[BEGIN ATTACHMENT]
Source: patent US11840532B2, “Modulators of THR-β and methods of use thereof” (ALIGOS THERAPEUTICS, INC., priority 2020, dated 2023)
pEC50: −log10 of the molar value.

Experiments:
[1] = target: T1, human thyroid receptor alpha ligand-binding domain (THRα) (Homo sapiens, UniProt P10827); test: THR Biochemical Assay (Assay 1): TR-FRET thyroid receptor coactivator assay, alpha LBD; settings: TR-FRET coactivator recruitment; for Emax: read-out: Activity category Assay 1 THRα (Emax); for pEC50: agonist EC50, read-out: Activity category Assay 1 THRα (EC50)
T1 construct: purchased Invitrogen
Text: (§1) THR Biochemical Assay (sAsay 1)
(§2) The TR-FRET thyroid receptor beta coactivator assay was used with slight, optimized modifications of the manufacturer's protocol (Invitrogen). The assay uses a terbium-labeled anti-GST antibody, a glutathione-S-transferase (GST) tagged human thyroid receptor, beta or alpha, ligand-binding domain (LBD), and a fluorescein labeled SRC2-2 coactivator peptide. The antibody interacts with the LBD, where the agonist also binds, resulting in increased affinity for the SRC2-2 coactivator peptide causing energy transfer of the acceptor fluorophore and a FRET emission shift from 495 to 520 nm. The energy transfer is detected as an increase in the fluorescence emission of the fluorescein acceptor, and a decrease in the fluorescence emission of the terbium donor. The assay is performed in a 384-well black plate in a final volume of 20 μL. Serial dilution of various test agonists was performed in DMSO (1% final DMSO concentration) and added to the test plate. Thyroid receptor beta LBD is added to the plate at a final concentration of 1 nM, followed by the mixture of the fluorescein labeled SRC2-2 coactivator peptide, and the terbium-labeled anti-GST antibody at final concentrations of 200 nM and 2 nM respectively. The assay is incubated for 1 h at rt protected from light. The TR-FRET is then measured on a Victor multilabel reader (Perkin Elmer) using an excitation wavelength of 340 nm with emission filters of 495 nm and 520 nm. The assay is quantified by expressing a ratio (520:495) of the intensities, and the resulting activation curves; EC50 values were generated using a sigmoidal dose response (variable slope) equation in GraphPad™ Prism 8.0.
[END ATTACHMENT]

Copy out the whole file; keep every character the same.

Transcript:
Source: patent US11840532B2, “Modulators of THR-β and methods of use thereof” (ALIGOS THERAPEUTICS, INC., priority 2020, dated 2023)
pEC50: −log10 of the molar value.

Experiments:
[1] = target: T1, human thyroid receptor alpha ligand-binding domain (THRα) (Homo sapiens, UniProt P10827); test: THR Biochemical Assay (Assay 1): TR-FRET thyroid receptor coactivator assay, alpha LBD; settings: TR-FRET coactivator recruitment; for Emax: read-out: Activity category Assay 1 THRα (Emax); for pEC50: agonist EC50, read-out: Activity category Assay 1 THRα (EC50)
T1 construct: purchased Invitrogen
Text: (§1) THR Biochemical Assay (sAsay 1)
(§2) The TR-FRET thyroid receptor beta coactivator assay was used with slight, optimized modifications of the manufacturer's protocol (Invitrogen). The assay uses a terbium-labeled anti-GST antibody, a glutathione-S-transferase (GST) tagged human thyroid receptor, beta or alpha, ligand-binding domain (LBD), and a fluorescein labeled SRC2-2 coactivator peptide. The antibody interacts with the LBD, where the agonist also binds, resulting in increased affinity for the SRC2-2 coactivator peptide causing energy transfer of the acceptor fluorophore and a FRET emission shift from 495 to 520 nm. The energy transfer is detected as an increase in the fluorescence emission of the fluorescein acceptor, and a decrease in the fluorescence emission of the terbium donor. The assay is performed in a 384-well black plate in a final volume of 20 μL. Serial dilution of various test agonists was performed in DMSO (1% final DMSO concentration) and added to the test plate. Thyroid receptor beta LBD is added to the plate at a final concentration of 1 nM, followed by the mixture of the fluorescein labeled SRC2-2 coactivator peptide, and the terbium-labeled anti-GST antibody at final concentrations of 200 nM and 2 nM respectively. The assay is incubated for 1 h at rt protected from light. The TR-FRET is then measured on a Victor multilabel reader (Perkin Elmer) using an excitation wavelength of 340 nm with emission filters of 495 nm and 520 nm. The assay is quantified by expressing a ratio (520:495) of the intensities, and the resulting activation curves; EC50 values were generated using a sigmoidal dose response (variable slope) equation in GraphPad™ Prism 8.0.